1911 Encyclopædia Britannica/Coalbrookdale
COALBROOKDALE, a town and district in the Wellington parliamentary division of Shropshire, England. The town has a station on the Great Western railway, 160 m. N.W. from London. The district or dale is the narrow and picturesque valley of a stream rising near the Wrekin and following a course of some 8 m. in a south-easterly direction to the Severn. Great ironworks occupy it. They were founded in 1709 by Abraham Darby with the assistance of Dutch workmen, and continued by his son and descendants. Father and son had a great share in the discovery and elaboration of the use of pit-coal for making iron, which revolutionized and saved the English iron trade. The father hardly witnessed the benefits of the enterprise, but the son was fully rewarded. It is recorded that he watched the experimental filling of the furnace ceaselessly for six days and nights, and that, just as fatigue was overcoming him, he saw the molten metal issuing, and knew that the experiment had succeeded.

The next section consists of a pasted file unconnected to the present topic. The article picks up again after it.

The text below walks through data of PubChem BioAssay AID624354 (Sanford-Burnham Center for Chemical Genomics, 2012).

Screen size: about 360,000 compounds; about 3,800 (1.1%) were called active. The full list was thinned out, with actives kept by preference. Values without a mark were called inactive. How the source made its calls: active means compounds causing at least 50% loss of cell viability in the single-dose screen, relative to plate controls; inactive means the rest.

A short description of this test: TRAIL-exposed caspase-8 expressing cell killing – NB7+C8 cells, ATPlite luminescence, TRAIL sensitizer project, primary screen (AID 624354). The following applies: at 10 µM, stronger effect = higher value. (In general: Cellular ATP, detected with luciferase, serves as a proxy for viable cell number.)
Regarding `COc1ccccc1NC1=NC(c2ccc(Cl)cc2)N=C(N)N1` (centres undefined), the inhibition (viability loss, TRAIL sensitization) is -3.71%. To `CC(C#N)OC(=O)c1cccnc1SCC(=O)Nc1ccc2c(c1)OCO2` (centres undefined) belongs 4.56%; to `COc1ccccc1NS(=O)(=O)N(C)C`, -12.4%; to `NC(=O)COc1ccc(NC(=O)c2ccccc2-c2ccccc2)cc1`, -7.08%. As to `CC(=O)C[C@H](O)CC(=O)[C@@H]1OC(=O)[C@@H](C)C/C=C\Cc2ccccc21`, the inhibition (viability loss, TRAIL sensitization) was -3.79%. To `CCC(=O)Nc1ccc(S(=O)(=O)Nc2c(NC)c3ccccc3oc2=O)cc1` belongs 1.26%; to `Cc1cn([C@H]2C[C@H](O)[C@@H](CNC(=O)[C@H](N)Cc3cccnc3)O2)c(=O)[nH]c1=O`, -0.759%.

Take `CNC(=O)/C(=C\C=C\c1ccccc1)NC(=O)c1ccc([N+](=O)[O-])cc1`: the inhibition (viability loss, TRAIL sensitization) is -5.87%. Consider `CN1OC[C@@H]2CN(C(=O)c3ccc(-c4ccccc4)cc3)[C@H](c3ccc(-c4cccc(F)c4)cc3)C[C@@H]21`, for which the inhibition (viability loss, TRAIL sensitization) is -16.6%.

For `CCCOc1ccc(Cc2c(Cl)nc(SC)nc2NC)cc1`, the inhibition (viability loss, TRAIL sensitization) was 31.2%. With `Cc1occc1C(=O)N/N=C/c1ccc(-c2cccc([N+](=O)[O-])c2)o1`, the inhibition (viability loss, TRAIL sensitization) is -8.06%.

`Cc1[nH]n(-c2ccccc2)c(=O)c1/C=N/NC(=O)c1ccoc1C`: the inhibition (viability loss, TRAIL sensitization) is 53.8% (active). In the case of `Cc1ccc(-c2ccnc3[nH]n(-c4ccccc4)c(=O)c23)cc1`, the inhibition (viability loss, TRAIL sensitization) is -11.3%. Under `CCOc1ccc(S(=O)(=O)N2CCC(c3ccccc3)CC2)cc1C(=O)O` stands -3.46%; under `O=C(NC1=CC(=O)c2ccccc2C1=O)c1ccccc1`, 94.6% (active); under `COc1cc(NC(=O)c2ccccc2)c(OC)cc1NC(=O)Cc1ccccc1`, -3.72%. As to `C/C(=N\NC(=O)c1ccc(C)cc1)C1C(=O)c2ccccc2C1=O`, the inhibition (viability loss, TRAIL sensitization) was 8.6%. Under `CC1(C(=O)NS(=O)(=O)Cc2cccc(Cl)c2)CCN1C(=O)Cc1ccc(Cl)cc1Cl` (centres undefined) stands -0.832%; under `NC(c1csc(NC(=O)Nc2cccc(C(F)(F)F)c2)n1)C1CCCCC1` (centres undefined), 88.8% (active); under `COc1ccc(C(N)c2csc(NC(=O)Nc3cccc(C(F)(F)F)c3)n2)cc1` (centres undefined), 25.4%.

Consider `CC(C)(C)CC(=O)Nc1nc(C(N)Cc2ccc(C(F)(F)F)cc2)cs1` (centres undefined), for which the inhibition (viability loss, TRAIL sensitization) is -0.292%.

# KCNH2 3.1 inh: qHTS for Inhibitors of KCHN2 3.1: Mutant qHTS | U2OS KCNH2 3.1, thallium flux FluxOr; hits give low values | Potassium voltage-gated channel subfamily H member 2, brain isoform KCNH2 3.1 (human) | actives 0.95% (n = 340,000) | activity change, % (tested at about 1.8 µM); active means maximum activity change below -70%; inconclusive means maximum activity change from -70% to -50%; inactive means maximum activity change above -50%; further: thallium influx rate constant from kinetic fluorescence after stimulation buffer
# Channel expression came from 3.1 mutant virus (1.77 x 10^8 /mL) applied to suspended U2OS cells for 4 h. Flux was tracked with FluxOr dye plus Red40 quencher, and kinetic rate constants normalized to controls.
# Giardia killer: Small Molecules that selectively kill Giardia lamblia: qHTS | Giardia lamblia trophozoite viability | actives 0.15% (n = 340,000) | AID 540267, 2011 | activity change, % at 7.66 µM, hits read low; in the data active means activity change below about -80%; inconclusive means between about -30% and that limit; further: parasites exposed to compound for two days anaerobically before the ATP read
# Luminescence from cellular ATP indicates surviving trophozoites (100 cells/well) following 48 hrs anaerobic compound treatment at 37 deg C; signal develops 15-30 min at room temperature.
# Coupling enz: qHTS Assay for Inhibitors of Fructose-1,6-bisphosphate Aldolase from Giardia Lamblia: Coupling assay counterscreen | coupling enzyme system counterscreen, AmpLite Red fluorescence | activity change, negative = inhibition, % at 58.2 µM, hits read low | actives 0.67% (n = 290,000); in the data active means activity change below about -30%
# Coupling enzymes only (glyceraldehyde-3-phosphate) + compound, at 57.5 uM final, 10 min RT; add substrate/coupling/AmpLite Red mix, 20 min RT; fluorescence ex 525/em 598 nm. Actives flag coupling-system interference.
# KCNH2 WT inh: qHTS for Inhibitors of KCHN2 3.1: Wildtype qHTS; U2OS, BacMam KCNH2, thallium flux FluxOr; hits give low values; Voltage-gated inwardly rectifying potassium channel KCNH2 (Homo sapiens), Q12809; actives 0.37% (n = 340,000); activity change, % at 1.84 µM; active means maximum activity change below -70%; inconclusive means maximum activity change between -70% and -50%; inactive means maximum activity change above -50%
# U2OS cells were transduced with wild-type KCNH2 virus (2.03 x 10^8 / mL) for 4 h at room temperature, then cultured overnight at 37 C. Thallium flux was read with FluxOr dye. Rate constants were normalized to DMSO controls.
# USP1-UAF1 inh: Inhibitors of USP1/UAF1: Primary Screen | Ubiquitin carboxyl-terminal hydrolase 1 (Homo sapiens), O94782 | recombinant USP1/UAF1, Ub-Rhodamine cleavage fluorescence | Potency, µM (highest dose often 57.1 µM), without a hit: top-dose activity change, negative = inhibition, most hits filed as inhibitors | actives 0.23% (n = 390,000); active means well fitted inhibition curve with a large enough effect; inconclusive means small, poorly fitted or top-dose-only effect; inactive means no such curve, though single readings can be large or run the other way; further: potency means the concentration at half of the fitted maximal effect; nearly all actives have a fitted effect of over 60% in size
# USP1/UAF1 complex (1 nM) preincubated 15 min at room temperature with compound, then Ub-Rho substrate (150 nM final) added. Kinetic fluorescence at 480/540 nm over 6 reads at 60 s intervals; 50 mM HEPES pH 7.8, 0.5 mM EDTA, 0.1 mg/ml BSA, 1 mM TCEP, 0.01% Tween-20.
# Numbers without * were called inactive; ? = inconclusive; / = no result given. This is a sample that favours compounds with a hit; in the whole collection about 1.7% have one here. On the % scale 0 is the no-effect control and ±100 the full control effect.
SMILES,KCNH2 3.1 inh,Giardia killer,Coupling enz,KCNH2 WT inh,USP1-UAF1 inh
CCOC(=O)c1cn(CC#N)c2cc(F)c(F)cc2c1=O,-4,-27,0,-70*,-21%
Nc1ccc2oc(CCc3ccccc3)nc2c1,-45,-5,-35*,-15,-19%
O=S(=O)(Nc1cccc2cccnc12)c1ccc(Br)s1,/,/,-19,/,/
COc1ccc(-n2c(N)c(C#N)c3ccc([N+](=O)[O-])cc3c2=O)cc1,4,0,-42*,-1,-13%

The third Abraham Darby built the famous Coalbrookdale iron bridge over the Severn, which gives name to the neighbouring town of Ironbridge, which with a portion of Coalbrookdale is in the parish of Madeley (q.v.). Fine wrought iron work is produced, and the school of art is well known. There are also brick and tile works.